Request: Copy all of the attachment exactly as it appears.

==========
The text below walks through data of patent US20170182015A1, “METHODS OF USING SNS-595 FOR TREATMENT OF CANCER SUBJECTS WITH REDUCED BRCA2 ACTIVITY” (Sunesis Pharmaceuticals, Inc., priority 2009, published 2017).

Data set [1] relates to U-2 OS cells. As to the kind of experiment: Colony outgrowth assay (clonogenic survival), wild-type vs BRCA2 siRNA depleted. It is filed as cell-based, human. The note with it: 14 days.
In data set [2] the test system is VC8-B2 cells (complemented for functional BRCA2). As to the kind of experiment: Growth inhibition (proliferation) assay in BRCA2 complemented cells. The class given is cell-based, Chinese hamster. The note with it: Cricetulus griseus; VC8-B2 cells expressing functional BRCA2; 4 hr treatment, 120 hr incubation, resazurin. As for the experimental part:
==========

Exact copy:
The text below walks through data of patent US20170182015A1, “METHODS OF USING SNS-595 FOR TREATMENT OF CANCER SUBJECTS WITH REDUCED BRCA2 ACTIVITY” (Sunesis Pharmaceuticals, Inc., priority 2009, published 2017).

Data set [1] relates to U-2 OS cells. As to the kind of experiment: Colony outgrowth assay (clonogenic survival), wild-type vs BRCA2 siRNA depleted. It is filed as cell-based, human. The note with it: 14 days.
In data set [2] the test system is VC8-B2 cells (complemented for functional BRCA2). As to the kind of experiment: Growth inhibition (proliferation) assay in BRCA2 complemented cells. The class given is cell-based, Chinese hamster. The note with it: Cricetulus griseus; VC8-B2 cells expressing functional BRCA2; 4 hr treatment, 120 hr incubation, resazurin. As for the experimental part: